The End of Patriarchy -Bhagavad Gita, Chapter 1: 41-44

“Because of this [see previous verses], the family women are defiled. When the family women are defiled, caste becomes intermixed.

“The family women are defiled”

The word for ‘woman‘ here is stri, which means, ‘bearer of children’. There are other words for women, but women are mentioned specifically in this verse as the bearers of children. There is concern regarding the progeny of the male leaders of society who would lose control over the continuation of their line (‘family law’) if they were to lose control of the women. A woman knows who her children are, but a man can only know this if he controls the woman. This takes us back to the previous installment and the mention of “the destruction of family” causing the “family laws to be lost”. What would be lost is a clear male family line.

(Ladies: For an interesting interpretation of this, read this Translation and the Purport. Scroll down to page 83, and fasten your seat belts.)

“This intermixture is hell for the destroyers of the family and for the family as well, and indeed, the ancestors also fall, deprived of offerings of rice and water.

“By these wrongs of the family-destroyers, producing mixed caste, caste dharma disappears along with family dharma.

Dharma – laws, customs, traditions.

The word for caste means ‘race, species, kind, sort, character, nature, property, or quality’ and can be applied to people or things. Here it is referring to social classes into which the characteristics and abilities of people can be generally categorized, and which eventually became fixed and determined by birth, as was the case in the time of the Mahabharata war. The four castes are, Brahmin (God-people), Kshatriya (warriors and leaders), Vaishya (farmers, merchants, businessmen), and Shudra (servers).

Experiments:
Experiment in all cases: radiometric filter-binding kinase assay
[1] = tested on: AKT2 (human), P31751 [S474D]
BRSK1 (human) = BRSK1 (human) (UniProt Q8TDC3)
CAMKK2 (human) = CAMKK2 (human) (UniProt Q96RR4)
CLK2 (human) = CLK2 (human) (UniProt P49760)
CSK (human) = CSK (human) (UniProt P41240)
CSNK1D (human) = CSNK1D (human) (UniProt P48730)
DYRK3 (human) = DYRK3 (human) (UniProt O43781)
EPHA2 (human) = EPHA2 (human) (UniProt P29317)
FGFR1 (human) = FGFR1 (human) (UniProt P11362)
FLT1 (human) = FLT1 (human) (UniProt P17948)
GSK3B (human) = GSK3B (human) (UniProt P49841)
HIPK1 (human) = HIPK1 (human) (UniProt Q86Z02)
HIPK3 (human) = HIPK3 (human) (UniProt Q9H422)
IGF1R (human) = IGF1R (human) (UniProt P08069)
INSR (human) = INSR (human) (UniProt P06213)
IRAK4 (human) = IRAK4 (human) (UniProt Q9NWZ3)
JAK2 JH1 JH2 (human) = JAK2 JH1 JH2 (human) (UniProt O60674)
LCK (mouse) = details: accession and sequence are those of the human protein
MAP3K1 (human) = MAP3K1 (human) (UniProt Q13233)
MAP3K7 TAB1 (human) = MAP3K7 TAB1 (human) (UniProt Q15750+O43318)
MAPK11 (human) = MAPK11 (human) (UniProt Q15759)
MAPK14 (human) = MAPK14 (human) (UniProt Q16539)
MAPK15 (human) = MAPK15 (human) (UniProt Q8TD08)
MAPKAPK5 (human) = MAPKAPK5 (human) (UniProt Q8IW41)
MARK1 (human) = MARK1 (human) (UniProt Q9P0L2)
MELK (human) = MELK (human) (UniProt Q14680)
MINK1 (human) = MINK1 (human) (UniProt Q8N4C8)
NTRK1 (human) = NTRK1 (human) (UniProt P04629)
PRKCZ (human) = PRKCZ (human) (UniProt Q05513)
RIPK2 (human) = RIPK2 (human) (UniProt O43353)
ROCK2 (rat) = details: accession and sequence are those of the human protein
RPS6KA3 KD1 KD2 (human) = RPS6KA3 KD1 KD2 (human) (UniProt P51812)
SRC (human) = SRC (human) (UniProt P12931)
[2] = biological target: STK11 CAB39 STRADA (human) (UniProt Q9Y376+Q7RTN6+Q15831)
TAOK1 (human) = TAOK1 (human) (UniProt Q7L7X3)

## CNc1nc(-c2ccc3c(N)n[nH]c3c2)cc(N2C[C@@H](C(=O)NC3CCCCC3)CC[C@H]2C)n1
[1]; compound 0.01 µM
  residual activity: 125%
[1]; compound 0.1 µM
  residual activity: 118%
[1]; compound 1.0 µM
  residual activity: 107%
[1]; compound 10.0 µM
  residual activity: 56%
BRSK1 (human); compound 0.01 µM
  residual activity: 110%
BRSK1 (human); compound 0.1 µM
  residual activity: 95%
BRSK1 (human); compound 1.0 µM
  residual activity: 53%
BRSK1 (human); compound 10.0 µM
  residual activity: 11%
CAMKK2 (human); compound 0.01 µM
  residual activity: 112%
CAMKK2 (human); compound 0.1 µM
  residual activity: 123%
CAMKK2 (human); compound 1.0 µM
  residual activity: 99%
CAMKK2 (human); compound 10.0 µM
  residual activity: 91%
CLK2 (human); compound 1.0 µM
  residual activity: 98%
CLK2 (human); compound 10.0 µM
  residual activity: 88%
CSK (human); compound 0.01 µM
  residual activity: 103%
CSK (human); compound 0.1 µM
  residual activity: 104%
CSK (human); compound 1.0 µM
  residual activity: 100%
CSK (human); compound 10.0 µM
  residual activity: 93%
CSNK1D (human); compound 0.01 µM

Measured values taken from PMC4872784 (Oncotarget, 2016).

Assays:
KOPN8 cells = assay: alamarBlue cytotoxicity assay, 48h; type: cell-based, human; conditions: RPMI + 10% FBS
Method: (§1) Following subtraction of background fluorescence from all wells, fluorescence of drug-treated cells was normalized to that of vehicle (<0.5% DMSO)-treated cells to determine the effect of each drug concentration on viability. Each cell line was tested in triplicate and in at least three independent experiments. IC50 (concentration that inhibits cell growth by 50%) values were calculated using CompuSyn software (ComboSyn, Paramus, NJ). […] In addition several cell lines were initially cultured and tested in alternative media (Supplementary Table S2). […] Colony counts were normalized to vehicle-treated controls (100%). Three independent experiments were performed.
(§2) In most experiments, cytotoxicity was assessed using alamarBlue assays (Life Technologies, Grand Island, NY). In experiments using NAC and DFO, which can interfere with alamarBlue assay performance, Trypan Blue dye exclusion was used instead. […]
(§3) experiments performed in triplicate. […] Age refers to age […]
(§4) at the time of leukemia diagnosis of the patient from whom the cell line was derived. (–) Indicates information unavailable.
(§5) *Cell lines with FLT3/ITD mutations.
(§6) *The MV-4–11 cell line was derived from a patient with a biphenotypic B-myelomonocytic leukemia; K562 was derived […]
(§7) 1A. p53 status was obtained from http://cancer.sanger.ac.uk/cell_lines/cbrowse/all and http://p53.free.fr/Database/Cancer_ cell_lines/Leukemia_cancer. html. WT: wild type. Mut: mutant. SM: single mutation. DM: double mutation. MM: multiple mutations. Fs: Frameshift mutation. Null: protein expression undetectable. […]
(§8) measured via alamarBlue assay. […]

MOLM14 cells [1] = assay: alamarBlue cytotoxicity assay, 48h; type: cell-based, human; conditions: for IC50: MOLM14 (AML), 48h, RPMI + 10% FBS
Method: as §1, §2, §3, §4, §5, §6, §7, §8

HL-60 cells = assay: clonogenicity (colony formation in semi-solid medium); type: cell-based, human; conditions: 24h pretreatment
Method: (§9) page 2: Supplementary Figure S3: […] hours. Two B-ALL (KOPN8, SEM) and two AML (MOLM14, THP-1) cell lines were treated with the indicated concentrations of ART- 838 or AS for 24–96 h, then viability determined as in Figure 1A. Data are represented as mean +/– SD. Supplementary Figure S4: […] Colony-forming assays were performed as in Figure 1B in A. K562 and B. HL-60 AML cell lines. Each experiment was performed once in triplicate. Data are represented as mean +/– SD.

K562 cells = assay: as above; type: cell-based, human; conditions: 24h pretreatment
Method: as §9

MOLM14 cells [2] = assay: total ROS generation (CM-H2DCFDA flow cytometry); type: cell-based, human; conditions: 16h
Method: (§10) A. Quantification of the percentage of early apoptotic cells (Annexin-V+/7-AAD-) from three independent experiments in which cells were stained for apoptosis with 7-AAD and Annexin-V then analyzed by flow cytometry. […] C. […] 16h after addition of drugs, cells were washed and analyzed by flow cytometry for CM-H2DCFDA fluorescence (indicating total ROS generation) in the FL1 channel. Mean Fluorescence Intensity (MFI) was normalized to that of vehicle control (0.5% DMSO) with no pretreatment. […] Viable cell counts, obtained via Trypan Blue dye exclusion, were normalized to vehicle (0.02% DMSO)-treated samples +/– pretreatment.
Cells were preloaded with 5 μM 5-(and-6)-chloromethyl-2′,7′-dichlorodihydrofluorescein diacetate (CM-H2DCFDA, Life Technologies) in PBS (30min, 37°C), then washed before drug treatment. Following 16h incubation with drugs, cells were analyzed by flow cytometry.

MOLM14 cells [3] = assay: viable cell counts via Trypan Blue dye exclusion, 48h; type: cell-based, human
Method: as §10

In this verse, Arjuna is saying that the loss of family dharma (‘family laws’) would cause confusion about an individual’s caste. Because the caste system has become fixed and is determined by birth, this system would no longer be reliable with the destruction of controlled family lines based on male lineage.

“Men whose family laws have been obliterated, O Agitator of Men [Krishna], dwell indefinitely in hell, thus we have heard repeatedly.

We are to understand that this situation would be an unending hell for a man whose male family line has been destroyed. Another translation of this verse is, “Thus men whose family lines have been destroyed always live in hell, subordinate to women (literally, ‘one who waits on a child’, mothers).”